The European Union on Wednesday postponed its decision on whether to designate South Korea as a country conducting illegal fishing in the deep oceans on the heels of heightened efforts from the government here to hold off related sanctions.
“After the European Commission had warned three countries -- Curacao, Ghana and South Korea -- that they were not doing enough to fight illegal fishing in November 2013, it will now grant each country an extra six months. The Commission will review their progress made at the end of this period,” the EU said.
Given another six months, Korea may be able to improve the situation and possibly even deter the EU-led sanctions against fishery product exports to EU member states that would lead to losses exceeding $100 million per year.
In November, the country was issued a preliminary identification, indicating that it is accountable for illegal, unreported and unregulated fishing activities in West African waters. Experts refer to the warning as the industry’s yellow card.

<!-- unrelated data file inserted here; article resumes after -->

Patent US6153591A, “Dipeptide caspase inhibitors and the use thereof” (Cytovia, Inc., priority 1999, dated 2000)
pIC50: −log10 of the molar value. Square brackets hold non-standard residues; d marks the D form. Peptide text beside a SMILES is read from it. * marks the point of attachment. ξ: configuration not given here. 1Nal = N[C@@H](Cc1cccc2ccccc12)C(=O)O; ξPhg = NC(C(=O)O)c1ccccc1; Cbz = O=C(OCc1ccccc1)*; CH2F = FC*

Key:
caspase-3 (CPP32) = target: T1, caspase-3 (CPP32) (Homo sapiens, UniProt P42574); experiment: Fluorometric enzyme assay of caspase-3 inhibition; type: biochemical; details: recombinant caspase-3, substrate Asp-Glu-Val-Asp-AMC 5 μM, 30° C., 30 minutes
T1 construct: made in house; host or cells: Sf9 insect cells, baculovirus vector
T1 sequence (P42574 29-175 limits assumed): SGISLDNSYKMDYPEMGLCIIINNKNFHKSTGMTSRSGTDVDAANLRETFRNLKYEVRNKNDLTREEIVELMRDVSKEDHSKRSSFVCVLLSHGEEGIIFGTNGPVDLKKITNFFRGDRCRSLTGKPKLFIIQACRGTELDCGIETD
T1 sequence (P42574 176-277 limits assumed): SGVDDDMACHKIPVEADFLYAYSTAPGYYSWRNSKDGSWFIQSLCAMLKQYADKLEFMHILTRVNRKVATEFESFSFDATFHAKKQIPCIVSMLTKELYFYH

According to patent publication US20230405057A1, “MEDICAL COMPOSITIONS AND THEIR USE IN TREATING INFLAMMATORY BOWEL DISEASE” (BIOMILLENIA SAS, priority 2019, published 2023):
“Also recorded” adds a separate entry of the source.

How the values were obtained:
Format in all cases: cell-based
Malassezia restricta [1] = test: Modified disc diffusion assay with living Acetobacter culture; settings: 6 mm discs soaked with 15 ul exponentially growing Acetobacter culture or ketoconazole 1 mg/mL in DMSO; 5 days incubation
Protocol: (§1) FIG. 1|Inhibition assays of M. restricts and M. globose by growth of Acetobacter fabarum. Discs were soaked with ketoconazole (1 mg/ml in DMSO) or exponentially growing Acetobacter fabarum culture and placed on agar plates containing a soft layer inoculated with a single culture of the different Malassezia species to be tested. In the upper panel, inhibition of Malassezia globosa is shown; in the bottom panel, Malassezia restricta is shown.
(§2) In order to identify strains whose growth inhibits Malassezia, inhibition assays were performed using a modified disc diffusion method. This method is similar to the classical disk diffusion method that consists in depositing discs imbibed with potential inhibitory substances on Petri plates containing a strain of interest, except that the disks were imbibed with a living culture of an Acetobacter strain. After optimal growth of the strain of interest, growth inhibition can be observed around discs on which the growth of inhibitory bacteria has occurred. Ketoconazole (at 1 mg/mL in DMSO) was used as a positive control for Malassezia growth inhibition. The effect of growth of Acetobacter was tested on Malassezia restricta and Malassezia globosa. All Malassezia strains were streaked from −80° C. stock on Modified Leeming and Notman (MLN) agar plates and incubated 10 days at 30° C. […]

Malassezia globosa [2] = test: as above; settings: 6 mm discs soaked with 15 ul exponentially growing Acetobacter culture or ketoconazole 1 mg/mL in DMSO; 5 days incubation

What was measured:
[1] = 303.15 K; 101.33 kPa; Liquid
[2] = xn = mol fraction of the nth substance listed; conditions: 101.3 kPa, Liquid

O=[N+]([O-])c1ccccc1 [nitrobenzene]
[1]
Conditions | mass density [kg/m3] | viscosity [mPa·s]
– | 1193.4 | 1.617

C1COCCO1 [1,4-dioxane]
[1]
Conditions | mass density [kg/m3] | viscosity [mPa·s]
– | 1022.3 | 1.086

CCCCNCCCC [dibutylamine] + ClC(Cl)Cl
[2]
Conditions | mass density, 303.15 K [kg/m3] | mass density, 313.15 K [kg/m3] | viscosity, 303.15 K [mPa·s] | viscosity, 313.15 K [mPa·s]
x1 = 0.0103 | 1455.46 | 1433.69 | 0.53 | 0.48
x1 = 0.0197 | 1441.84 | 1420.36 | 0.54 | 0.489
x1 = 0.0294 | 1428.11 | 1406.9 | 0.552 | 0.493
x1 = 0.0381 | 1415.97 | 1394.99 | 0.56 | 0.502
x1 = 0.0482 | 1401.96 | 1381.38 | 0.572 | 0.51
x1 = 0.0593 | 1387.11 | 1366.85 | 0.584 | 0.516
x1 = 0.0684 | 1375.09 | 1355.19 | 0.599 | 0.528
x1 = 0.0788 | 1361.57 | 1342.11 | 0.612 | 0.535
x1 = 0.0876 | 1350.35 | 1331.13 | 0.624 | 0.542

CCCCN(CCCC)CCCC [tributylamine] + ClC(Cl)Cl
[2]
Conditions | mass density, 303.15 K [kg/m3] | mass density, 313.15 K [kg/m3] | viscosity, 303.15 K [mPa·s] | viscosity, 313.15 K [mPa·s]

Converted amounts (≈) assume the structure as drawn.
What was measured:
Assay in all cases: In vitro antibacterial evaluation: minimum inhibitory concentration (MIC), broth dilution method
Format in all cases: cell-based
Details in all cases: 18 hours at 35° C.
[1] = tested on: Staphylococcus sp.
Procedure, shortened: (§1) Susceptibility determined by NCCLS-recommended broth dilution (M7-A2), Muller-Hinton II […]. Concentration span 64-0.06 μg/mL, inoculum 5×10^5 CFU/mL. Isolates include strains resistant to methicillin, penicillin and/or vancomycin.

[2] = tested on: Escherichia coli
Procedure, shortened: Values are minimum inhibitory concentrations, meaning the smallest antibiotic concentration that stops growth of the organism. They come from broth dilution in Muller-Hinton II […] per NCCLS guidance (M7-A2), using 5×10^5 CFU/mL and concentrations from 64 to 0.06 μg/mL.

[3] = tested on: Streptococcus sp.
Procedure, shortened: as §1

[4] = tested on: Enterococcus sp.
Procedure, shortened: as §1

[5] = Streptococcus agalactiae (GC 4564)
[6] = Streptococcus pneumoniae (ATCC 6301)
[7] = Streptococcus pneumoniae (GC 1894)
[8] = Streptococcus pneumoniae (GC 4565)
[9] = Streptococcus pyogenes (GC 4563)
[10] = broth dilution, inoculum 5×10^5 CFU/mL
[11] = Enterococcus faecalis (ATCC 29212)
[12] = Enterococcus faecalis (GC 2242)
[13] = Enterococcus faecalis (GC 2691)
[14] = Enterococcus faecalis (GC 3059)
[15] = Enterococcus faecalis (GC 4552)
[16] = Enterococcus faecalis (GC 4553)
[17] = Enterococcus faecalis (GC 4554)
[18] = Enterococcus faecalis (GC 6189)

If designated an illegal fishing nation, Korean vessels would be prohibited from entering EU state ports, in addition to being subject to an export ban. Experts also said the designation could trigger other countries including the U.S. to follow suit. The U.S. has put Korea on the preliminary list of illegal fishing states and is expected to make the final decision in October.
In June, an EU delegation visited here for a final review. Since then local authorities have been working to fight illegal fishing. They have recently prosecuted 22 Korean ships believed to have conducted illegal fishing activities, while also tightening the Distant Water Fisheries Development Act
Under the revision, illegal fishing can result in a fine of up to 5 million won ($4,900), while ship operators would lose their licenses if caught a third time.
By Bae Ji-sook (firstname.lastname@example.org)